Here is our latest guest post from the team at Matchbox Mobile. It’s another brilliant read, this time focusing on getting started with Windows Phone for the first time. Don’t forget to have a look at their other posts – The Journey to Windows Phone from iOS & Android and their Vegas Report – as well.
As always, let us know what you think by leaving a comment or getting in touch on twitter. Are there any tips you would give a developer about to start their first Windows Phone app?
For developers familiar with S40, Android, iOS and Blackberry, there are very good habits to bring with you into the world of Windows Phone; for example, we must still consider performance, memory constraints, and simplicity of UI. Then there are new ways of thinking that are unique to this platform: these spring mainly from the programming model, the design language, and the development tools.
If you are an experienced mobile dev but new to Windows Phone, here are three simple, but important things we think you should know:
The way users move from app to app, and within each app, is similar to web pages in a browser. Each page in your app has an address, and the system has a navigation controller that satisfies requests to go to specific pages. Crucially, it also takes care of a ‘back stack’ that works a lot like the page history in a browser. Although this may be a new concept to grasp, with some clear examples of good practice and an understanding of the quite simple mechanism, implementing navigation correctly is easy.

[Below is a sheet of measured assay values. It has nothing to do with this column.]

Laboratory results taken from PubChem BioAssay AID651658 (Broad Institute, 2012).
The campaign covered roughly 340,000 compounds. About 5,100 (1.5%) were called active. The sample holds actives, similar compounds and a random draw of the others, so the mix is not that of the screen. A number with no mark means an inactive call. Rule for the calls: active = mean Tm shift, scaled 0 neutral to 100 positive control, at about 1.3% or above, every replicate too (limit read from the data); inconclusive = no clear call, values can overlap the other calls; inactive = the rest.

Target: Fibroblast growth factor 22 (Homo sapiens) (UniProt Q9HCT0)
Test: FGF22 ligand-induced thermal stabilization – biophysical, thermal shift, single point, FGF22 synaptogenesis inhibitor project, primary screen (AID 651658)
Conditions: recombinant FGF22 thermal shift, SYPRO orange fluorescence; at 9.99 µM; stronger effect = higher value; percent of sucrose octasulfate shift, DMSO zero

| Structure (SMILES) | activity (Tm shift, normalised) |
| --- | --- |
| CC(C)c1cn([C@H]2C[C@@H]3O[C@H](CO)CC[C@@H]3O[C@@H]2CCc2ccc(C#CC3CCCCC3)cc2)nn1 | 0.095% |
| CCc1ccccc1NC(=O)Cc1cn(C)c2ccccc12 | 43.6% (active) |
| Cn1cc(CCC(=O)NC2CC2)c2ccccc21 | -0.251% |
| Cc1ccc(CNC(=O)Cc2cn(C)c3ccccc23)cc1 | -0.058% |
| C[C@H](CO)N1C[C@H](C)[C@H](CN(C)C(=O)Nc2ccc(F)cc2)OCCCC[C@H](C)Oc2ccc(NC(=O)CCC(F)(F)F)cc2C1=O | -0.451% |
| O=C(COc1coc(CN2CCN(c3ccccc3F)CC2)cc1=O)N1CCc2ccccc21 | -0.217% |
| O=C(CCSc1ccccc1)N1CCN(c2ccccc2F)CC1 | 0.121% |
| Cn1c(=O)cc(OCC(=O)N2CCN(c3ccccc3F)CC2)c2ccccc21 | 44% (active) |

Unlike, say, Android, where multiple apps may be running at once, Windows Phone supports a single foreground app. When your app goes to the background, the system can suspend its operation and may even close it, depending on the resource situation. It is up to you to manage saving page and app state (although there are good mechanisms to help you do this). You can also implement a background agent or a scheduled task to do occasional auxiliary tasks. But be advised: there are many constraints (processor, memory, API access) that limit what a background agent may do. If your app relies on a service running constantly in the background, you’re going to have to re-think how it can work and what it can do on Windows Phone.
The Model View View-Model design pattern is at the heart of Windows Phone app development. It is a simple pattern to understand, especially if you are already familiar with MVP and other patterns that attempt to separate the data model from the view. XAML for user-interface definition, C# for program logic, and data-binding supported by the application framework are incredibly useful tools for helping you implement responsive, elegant apps with MVVM.
That’s it for now. We’ll come back soon with some thoughts on the pre-submission test kit, typographical UI and live tiles. In the meantime, good luck and enjoy!
Image by twicepix.